The Fairwork Cloudwork Report 2022 assesses and scores basic standards of fairness in working arrangements on 15 online remote digital labour platforms, according to our five Fairwork principles — pay, conditions, contracts, management, and representation.
As global connectively has expanded, online remote platforms increasingly present an alternative for workers, especially those marginalised from standard work or who lost their jobs as a result of the COVID-19 Pandemic. The size of the workforce is difficult to estimate. Previous research put the online workforce at around 163 million in 2020, although this number could be higher due to the limits on measurement attempts. The ILO mapped 283 “web-based platforms” in its 2021 Work Employment Outlook, comprising 181 freelance platforms, 46 dedicated to microtasks, 37 based on content creation and circulation, and 19 focused on competitive programming.
Although this labour market has come to be described as “planetary” because of the scale on which it operates, it is nonetheless shaped by a number of geographic features, such as language, time zone, and internet access. Thus, regional inequalities play a substantial role in the shaping of working relations. Fierce competition between workers, largely from the global south, for work commissioned largely in the global north, through platforms operating in traditional power centres such as the US results, in substantial precarity and, as many workers claim, discrimination based on Geography.
This report presents the second set of Fairwork ratings for cloudwork platforms. It scores Prolific, Jovoto, Workana, Appen, 5 euros, Clickworker, Scale / Remotasks, 99designs, Fiverr, Soy Freelancer, Upwork, Amazon Mechanical Turk, Freelancer, Microworkers, and PeoplePerHour.
In general, platforms are still not close to safeguarding the basic standards of fair work expressed in our five principles. One platform scored seven points out of 10, one scored five, and one scored four. For the other 12 platforms, we were unable to evidence that they met more than three of our ten thresholds. For four platforms, we could not find evidence that they met any threshold.
Fair Pay: Only four platforms, Prolific, SoyFreelancer, 5 Euros and Upwork, were able to evidence that they had systems in place to ensure that workers were paid in a timely manner for all the work they completed. No platform achieved a point for ensuring the local minimum wage.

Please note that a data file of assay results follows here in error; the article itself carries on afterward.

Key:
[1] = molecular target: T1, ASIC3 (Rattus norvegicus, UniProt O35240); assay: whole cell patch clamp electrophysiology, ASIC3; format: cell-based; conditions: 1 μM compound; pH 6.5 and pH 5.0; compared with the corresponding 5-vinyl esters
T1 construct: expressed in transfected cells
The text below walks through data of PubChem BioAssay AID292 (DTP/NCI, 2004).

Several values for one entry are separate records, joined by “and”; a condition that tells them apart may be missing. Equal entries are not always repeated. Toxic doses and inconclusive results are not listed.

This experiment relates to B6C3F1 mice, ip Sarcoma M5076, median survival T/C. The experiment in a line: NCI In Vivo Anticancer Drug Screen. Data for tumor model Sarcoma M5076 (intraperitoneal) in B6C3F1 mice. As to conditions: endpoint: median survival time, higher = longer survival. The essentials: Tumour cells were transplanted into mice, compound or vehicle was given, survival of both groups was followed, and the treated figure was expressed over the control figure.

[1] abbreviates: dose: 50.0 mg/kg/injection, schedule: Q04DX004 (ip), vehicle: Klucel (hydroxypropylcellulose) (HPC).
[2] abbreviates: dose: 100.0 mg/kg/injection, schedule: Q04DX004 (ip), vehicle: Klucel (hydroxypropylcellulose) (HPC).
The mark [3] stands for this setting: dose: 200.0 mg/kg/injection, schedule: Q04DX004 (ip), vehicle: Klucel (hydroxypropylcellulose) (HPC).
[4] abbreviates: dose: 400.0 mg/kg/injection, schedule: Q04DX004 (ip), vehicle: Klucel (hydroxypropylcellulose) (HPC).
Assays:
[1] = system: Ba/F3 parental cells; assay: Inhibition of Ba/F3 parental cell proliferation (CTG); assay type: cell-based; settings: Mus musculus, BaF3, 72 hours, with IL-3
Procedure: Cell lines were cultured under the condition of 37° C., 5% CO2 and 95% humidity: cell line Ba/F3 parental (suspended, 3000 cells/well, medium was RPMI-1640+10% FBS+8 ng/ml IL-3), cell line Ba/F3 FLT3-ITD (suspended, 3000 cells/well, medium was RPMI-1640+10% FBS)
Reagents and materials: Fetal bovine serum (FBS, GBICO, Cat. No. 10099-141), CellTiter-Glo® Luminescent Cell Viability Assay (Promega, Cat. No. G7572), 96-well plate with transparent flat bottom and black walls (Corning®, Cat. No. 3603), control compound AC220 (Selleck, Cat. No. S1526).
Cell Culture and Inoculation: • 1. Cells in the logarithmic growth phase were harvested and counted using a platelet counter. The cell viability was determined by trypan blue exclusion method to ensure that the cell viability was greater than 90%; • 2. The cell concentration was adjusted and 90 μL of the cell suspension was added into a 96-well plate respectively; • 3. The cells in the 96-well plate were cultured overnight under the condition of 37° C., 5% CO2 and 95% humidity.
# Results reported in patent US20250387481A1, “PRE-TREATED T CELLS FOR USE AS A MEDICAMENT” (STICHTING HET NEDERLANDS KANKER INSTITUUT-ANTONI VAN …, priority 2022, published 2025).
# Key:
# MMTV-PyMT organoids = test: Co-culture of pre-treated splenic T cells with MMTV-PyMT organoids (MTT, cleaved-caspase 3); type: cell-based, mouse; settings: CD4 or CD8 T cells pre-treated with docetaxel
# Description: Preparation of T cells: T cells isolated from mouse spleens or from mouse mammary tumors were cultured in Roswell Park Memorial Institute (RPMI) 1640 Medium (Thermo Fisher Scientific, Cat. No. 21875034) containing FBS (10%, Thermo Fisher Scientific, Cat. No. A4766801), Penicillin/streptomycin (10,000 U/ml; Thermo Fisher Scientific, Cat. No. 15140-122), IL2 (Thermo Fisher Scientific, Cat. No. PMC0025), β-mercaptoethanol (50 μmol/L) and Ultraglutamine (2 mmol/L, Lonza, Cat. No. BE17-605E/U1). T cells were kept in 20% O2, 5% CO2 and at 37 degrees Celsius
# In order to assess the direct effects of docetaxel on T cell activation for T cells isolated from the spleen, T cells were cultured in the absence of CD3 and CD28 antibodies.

Fair Conditions: Six platforms (5 Euros, Appen, Jovoto, Prolific, Scale/Remotasks, and Workana) were awarded the first point because they evidenced measures to avoid unreasonable levels of competition between workers, and overwork. Out of the six platforms awarded the first point, five received an additional point for showing that health and safety risks are mitigated.
Fair Contracts: Only two platforms, Prolific and Fiverr, were awarded the first point, related to the availability of clear terms and conditions. Of the two platforms that received a point for 3.1, only Prolific was awarded an additional point for this threshold because its contracts were consistent with the workers’ terms of engagement on the platform.
Fair Management: We were able to evidence that seven platforms (99designs, Appen, Clickworker, Jovoto, Prolific, Scale/ Remotasks, Workana) met all our criteria for the first point – there is due process for decisions affecting workers. Of the seven platforms that achieved this, three received an additional point for because we found equity in the management process.
Fair Representation: Two platforms, Clickworker and Jovoto, were awarded a point for fair representation, related to the recognition of and engagement with collective workers’ bodies. Unfortunately, we were unable to award the second point (there is collective governance or bargaining) to any of the platform evaluated this year.
The Fairwork Pledge
As part of Fairwork’s commitment to making platforms accountable for their practices, we created the Fairwork Pledge. The pledge aims to encourage other organisations to support best labour practices, guided by the five principles of fair work.
Organisations like universities, schools, businesses, and charities who make use of platform labour can make a difference by supporting the best labour practices, guided by our five principles of fair work. You have the option to sign up to the Pledge as an official Fairwork Supporter or an official Fairwork Partner. Those signing up to be a Supporter must demonstrate their support for fairer platform work publicly and provide their staff with appropriate resources to make informed decisions in their supply chains. Becoming a Fairwork Partner entails making a public commitment to implement changes in their own practices, such as committing to using better-rated platforms when there is a choice.